Lance McCullers Jr. dominated the A’s. In fact, he held them hitless through the first five innings. Mark Canha broke up the potential no-hitter in the top of the sixth inning when he hit a single to center. Stephen Piscotty then singled to right moving Canha up to second and A’s fans began to have hope that their team had solved McCullers’ pitches and were about to break open the game. Bruce Maxwell promptly hit into a double play and Matt Joyce flied out to left field to end the inning. That would prove to be the only two hits that McCullers would allow in his 7.0-innings of work.

The A’s would have only two additional baserunners in the contest as they managed to get a base hit and a base-on-balls off Astros reliever Hector Rondon in the eighth inning. Tony Sipp came in to mop it up for Houston in the top of the ninth to preserve the win.

Oakland used six pitchers who gave up 11 runs (10 earned) off 13 hits which included four home runs. A’s pitchers walked six Astros and struck out six.

On the Hill

This game was really all about pitching. For Houston, it was about pitching to perfection. For Oakland, it was about pitching breakdowns.


Lance McCullers Jr. was in command on the mound Photo: @astros
  • Lance McCullers Jr.: he picks up his third win of the season to raise his record to 3-1 in five starts. He pitched 7.0-innings giving up no runs off just two hits. He walked none and struck out seven A’s batters. He threw 100 pitches (65 strikes).
  • Hector Rondon: he had the rockiest inning of the night for the Astros giving up a hit and a base-on-balls in his 1.0-inning on the bump. He threw 21 pitches (11 strikes).
  • Tony Sipp was brought in to work the top of the ninth and he did his job very well. Sipp gave up no runs, no hits, allowed no baserunners and struck out one.


  • Daniel Mengden: Mengden would not want to use this as an excuse but he did bury his grandfather in Austin on Friday. He worked just 2.1-innings giving up five runs (4 earned) off six hits. He walked one and struck out one. Mengden was not sharp on Saturday and took the loss as his record drops to 2-3 on the young season.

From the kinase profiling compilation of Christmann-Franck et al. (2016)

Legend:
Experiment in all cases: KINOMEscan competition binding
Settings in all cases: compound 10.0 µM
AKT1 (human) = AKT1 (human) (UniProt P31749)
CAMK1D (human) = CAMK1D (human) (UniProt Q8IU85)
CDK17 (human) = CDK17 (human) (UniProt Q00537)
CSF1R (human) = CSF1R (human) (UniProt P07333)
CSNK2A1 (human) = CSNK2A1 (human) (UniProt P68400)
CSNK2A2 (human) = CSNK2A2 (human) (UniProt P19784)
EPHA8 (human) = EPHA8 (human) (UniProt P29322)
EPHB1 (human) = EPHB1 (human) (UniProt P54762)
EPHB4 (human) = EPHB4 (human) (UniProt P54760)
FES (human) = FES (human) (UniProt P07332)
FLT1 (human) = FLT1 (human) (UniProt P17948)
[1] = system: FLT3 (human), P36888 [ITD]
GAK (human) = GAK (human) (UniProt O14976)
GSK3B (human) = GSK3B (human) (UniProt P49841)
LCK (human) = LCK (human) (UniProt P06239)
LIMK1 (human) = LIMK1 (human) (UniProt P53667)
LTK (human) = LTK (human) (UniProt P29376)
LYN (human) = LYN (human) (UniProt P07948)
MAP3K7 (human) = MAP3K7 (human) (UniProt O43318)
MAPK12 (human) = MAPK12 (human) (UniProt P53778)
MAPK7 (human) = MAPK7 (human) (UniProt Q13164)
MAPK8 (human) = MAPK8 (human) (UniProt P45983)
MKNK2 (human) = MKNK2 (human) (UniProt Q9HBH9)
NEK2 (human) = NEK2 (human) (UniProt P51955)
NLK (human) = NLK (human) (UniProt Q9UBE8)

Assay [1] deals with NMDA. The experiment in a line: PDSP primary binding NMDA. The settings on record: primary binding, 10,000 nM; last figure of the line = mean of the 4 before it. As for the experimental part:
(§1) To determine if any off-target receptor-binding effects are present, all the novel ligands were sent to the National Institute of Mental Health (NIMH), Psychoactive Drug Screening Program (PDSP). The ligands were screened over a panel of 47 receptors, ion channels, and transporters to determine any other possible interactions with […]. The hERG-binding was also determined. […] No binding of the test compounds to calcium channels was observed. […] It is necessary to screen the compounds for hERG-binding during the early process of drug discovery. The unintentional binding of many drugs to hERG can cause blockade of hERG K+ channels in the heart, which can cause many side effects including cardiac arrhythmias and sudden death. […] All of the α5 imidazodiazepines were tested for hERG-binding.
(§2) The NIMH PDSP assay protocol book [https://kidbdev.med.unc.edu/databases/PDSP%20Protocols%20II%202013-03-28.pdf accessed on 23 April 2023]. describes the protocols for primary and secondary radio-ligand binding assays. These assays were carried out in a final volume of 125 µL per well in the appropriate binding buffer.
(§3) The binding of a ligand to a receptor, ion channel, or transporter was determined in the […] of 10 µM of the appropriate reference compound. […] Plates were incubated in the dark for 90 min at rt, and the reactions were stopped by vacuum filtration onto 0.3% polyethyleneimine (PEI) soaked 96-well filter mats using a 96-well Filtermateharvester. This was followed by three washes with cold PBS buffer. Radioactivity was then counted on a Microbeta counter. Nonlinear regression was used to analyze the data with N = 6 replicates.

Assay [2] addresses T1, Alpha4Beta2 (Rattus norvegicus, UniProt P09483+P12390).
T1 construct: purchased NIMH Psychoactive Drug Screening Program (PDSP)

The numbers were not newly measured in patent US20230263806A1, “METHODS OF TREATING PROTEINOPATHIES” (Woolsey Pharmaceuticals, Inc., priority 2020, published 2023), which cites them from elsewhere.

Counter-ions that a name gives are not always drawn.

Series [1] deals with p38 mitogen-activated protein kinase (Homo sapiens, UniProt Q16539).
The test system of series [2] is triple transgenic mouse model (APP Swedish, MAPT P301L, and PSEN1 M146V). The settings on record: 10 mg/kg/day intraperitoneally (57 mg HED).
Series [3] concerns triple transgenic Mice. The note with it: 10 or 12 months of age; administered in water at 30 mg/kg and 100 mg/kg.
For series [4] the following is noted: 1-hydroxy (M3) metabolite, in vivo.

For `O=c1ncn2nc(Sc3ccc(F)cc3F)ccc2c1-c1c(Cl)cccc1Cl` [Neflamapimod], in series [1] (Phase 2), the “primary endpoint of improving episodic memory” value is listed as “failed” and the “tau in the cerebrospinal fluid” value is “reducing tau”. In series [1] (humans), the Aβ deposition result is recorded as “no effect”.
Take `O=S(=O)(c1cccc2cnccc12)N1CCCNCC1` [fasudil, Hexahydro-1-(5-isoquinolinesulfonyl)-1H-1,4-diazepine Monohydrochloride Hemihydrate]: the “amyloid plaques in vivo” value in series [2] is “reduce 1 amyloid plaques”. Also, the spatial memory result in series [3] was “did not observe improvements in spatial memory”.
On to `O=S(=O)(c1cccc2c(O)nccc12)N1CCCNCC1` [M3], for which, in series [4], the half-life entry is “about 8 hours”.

• The A’s used five relief pitchers in the contest.
  • Oakland has to be concerned about the performance of Wilmer Font who they just picked up from the Dodgers. Oakland hoped that Font would be able to work long relief and possibly spot start. On Saturday night, he gave up three runs (all earned) off three hits which were all home runs. That is not the way any pitcher wants to start out with a new team. It may be time to go back to the drawing board on that decision.

At the Plate


  • Jose Altuve: “The little big man” showed why is worth the “big bucks” by going 4-for-5 in the game scoring two runs and picking up two RBI. He hit his second home run of the year off Font and picked up his fifth double the season off Mengden. The man is a monster.
  • Alex Bregman had a big game for the ‘Stros. He went 2-for-3 at bat picking up two RBI. He also walked twice. Bregman now has 12 RBI for the young season.
  • George Springer hit his fifth HR of the season. He upped his RBI total to 17.


  • They had three hits: Chapman, Canha, and Piscotty. All singles.

Up Next

Because the A’s had the big win on Friday night, Sunday becomes “the rubber game” of the match. Yes, the Athletics have the opportunity to win the series on the road in Houston if they can beat the Astros on Sunday afternoon.

Houston is going to send RHP Gerrit Cole to the hill on Sunday. Cole is 2-1 on the year in five starts. He has struck out 49 batters and walked just eight. Cole has allowed just three home runs. He has a WHIP of 0.77.

The A’s will counter with Trevor Cahill who is 1-0 on the season in two starts. He has an ERA of 2.25 in 12 innings pitched. Cahill has struck out 14 hitters and walked just four. He has a WHIP of 1.08.

This game has the potential of being a real pitchers duel. Game time 11:10 PDT.

Let’s Play Two Day in Oakland: Game Two A’s win 11-5 to sweep Doubleheader

Chad Pinder celebrates his second HR of the night Photo: Jordan Chapin Sports Radio Service

by Charlie O. Mallonee and Jordan Chapin

The Oakland Athletics had not swept both ends of a doubleheader since September 22, 1998 when they did it against the Detroit Tigers. The A’s ended that drought on Saturday as they swept the doubleheader from first-place Houston Astros (86-56).